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    Oh, I should have mentioned -- if you are looking to learn more about teaching young children with autism, you can't go wrong with Sue Larkey or Tony Attwood. They are considered "the top" of their profession. Sue Larkey's website has links to both of them, and she and Tony Attwood offer several "free" online courses, as well as several low cost online courses (and if you want to take those, your district should pay for them.) You can also subscribe to her newsletter for free.

    https://suelarkey.com.au/
     
  10. TeacherNY

    TeacherNY Phenom

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    May 18, 2020

    I work in an autism school and there are just so many variables you will need to consider as the above poster mentioned. I would find out as much as possible and maybe try to contact his former teachers if you are not used to having a student on the spectrum.
    My friend's son ended up being diagnosed as having Asperger's syndrome but was academically 3 years or so ahead of his classmates. He had lots of tantrums in class and was too much for the teacher to handle alone so they eventually kicked him out of parochial school and when he went to public school they got an aide for him. He is just so smart that he gets bored easily and can't handle his emotions at all. I think they would consider him "high end" but the teachers just weren't equipped for that type of student.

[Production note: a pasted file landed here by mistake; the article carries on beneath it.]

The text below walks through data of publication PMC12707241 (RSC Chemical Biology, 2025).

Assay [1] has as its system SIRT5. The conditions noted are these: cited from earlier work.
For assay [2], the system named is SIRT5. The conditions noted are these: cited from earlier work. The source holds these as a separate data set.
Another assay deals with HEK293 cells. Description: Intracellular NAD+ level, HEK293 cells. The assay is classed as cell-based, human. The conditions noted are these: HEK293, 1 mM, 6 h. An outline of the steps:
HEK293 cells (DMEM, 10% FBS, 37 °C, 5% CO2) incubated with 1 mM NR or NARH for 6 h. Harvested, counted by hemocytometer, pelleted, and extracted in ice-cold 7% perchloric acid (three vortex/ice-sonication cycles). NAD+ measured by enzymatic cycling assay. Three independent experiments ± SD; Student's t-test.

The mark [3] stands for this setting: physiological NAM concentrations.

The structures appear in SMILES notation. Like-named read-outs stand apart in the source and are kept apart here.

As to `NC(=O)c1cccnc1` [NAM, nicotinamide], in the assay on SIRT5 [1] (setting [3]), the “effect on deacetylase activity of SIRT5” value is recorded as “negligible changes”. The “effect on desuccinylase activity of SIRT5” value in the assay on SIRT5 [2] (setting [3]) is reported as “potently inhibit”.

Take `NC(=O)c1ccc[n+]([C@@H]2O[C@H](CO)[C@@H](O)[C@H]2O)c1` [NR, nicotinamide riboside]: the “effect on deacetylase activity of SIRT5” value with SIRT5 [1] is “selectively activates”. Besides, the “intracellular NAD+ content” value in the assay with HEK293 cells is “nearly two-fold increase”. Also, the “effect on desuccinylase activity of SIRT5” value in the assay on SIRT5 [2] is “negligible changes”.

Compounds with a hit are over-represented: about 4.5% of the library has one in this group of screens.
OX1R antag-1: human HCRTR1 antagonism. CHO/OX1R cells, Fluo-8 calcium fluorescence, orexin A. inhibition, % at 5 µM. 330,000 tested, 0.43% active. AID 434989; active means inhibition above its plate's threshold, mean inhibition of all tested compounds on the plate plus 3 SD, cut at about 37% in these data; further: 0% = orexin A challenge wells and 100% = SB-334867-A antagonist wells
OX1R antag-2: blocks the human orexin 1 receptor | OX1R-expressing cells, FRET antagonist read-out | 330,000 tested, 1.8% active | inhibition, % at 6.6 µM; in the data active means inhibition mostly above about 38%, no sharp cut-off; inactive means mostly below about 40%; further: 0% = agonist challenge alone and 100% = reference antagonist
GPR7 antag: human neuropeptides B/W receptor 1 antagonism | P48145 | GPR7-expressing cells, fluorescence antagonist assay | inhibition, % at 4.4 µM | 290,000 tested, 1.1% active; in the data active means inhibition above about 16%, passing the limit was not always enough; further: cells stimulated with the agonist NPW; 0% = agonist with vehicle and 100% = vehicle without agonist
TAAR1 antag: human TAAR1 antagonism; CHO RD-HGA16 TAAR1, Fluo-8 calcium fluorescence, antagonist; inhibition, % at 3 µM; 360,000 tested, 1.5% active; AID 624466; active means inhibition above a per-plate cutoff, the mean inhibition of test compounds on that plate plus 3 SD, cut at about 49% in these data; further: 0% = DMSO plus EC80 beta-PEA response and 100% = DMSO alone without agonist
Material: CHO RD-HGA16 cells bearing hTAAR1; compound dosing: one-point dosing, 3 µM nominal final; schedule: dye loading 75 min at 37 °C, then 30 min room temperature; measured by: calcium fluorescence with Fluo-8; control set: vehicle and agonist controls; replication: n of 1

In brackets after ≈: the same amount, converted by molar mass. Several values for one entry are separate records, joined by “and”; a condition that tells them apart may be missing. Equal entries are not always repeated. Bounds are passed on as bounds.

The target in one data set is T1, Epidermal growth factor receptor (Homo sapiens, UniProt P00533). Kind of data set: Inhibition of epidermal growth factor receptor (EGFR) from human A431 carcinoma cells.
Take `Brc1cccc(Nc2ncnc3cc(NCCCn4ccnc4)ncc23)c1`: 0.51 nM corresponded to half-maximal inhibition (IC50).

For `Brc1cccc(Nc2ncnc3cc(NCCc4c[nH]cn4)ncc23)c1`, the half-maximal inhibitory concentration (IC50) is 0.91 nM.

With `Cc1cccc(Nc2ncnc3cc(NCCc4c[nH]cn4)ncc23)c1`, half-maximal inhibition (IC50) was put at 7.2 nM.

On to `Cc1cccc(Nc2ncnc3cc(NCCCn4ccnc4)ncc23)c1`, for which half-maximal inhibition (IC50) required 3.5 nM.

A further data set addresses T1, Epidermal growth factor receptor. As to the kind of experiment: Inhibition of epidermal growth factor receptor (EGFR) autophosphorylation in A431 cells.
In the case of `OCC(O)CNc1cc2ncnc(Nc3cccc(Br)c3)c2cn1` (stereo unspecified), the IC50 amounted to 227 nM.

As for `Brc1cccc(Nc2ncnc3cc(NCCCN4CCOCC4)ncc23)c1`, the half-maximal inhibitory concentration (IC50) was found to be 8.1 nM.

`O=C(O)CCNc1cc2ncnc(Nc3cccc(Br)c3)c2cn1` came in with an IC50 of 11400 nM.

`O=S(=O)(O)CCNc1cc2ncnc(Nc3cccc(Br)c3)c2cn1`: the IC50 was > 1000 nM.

11. minnie

    minnie Cohort

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    May 18, 2020

    Rainstorm, I am going to copy and paste exactly what you said and keep it! I’m sure I will refer to it quite a bit next year! Thank you so much!

    Thank you to everyone else who gave me wonderful advice!

    Update: I got to sit in on his IEP. It was pretty positive. Before the school closure, he was in full time TK 90% of the time. He did not have an aide. The school psychologist said that she only sees a few characteristics of autism. They did say that he is stubborn (their wording, not mine) and has great difficulty with fine motor skills. I did have a chance to talk to his teacher off the record a few months ago and she said that he is a handful, but is able to function in a general classroom. I know that I will have some challenges with him, but I am hopeful I can make a good connection with him!